Cavus feet. 7 keys to understand what this pathology means06 May 2021
El dig foot it is a foot that presents a plantar vault with more height than normal. They are normally shorter feet in terms of shoe size, due to the retraction that is generated in the entire musculature. We have to comment that, although they can cause pain, well treated they allow a normal life. Yes, it is necessary see a specialist to know what type of cavus foot it is and what is the best treatment.
Do you have high arches or do you think you may have them?
Next, we review what they are, causes y consecuencias, symptom, repercussions, Treatments and other issues you should know about this foot condition.
WHAT ARE CAVE FEET?
A pes cavus is characterized by a excess height of the plantar vault and it occurs when you have more bow than usual. It can be accompanied by a axis deviation towards internal and external, or stay neutral. They are usually more reactive and explosive feet, due to the amount of muscle retraction and power that characterizes them.
SIGNS AND SYMPTOMS
In addition to the appearance of a cavus foot, in which it can be seen that there is more arch than normal, there are other Signs and symptoms that may be indicating that we suffer from this condition:
- Pain in the muscles of the plantar area of the foot: when working with a lot of retraction, they can generate microtears of the musculo-ligamentous structures.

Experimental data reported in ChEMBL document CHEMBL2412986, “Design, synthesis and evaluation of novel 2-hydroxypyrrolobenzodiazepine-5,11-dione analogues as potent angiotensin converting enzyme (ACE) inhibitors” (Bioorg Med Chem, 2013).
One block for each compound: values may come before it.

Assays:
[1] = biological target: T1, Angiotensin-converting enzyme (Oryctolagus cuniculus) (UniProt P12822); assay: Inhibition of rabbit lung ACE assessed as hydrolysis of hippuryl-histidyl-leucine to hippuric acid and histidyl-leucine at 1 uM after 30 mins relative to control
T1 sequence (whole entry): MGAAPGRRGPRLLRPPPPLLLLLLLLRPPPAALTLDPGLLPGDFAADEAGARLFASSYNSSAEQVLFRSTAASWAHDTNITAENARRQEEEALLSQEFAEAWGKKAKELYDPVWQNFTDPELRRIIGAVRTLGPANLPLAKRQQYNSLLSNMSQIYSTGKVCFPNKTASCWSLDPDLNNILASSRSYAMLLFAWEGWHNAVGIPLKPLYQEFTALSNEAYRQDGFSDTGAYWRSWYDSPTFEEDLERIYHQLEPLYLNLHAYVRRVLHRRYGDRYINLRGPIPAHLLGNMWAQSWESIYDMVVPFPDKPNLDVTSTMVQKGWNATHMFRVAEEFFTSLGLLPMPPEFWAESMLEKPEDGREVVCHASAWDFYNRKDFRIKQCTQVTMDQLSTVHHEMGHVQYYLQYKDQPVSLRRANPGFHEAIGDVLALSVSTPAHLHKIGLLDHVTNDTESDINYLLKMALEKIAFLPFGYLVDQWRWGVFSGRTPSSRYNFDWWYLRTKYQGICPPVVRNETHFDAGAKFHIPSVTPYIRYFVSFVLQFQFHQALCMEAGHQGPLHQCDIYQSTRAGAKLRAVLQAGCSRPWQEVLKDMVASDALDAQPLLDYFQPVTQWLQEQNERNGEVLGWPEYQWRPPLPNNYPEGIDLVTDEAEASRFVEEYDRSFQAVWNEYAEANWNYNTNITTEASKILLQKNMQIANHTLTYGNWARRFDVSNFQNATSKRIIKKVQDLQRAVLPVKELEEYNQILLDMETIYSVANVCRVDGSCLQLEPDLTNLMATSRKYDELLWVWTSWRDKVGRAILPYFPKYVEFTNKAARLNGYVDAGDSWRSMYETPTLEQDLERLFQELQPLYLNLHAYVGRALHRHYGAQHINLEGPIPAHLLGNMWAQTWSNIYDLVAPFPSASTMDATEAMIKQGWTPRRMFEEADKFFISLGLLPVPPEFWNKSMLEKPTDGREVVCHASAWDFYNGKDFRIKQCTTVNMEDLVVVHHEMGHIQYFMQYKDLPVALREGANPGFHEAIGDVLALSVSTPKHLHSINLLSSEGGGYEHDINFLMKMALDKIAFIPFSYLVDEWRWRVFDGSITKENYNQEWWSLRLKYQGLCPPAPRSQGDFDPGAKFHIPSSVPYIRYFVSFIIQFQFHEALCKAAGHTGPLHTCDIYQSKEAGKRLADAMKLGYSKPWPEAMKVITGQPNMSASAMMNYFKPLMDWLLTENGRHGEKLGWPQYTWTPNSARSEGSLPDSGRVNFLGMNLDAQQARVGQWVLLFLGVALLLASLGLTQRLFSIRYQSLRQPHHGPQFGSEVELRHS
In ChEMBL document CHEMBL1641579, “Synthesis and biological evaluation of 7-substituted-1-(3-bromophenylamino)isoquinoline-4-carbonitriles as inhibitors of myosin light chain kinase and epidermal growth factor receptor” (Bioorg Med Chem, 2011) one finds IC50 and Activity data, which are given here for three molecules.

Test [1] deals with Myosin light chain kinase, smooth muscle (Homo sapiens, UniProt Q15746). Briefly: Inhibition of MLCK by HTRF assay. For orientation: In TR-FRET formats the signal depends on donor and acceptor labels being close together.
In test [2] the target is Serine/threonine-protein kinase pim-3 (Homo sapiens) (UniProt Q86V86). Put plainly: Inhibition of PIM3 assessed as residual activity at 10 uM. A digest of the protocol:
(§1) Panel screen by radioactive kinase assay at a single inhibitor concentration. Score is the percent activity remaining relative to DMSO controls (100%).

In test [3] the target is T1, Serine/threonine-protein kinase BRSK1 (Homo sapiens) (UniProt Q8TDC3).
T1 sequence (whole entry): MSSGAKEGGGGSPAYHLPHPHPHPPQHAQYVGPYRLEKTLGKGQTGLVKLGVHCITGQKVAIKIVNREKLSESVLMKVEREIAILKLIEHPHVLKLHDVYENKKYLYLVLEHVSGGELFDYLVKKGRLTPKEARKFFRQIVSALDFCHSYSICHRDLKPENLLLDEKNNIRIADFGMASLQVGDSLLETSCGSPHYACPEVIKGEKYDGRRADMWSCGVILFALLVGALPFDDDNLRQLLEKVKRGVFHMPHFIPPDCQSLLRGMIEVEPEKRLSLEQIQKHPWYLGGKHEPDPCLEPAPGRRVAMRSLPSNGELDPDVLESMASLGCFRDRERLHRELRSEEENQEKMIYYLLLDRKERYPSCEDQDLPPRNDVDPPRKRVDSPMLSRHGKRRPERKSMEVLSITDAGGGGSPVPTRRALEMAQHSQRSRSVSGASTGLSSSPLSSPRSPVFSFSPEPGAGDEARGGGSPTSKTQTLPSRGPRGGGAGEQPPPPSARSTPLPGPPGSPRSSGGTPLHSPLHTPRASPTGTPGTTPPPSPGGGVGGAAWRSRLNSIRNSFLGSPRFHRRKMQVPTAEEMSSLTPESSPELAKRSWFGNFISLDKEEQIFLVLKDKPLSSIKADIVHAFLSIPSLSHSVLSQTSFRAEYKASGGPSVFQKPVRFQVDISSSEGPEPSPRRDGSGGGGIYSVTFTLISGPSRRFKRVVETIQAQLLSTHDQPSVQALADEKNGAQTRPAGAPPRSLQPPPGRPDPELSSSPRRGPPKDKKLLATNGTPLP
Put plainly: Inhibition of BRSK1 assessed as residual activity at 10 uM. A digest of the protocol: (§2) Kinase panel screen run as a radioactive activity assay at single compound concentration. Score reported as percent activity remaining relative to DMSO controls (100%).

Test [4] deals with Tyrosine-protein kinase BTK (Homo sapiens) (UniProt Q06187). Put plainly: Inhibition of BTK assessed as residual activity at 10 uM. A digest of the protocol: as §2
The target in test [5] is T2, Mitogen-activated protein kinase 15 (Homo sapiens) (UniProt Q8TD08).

- Pain in the back of the foot and in the fingers, being too prominent. Famous ones are usually produced claw toes, due to deformity of the phalanges (bones) of the fingers caused by muscle retraction.
- Pain in the plantar pad of the forefoot. Due to a decrease in the contact surface of the foot, an excessive load is generated in the front support area, which can generate inflammatory pathologies.
- Formation of hyperkeratosis and plantar helomas (calluses). When they are caused by excess pressure, they are a defense mechanism of the skin itself, to withstand the increased load on the sole of the foot, caused by the decrease in the contact surface in cavus feet.
- Sensation of instability or appearance of sprains due to repetition. Due to the lack of support surface, in the second phase of contact of the foot with the ground, there is no good support of the external zone of the foot generating an excessive lateral movement and the possible loss of balance.
Cavus feet normally have a neurological component and muscular affection that characterizes them. This means that they are associated with problems in the development of the neuro-musculo-skeletal system, and may appear isolated or associated with other systemic diseases.
Normally babies are born with the foot completely opposite to what is a cavus foot, that is, are born with flat feet. As a child begins to take his first steps, The foot is one of the structures that develops more quickly due to the action of the muscles that make up the leg and foot..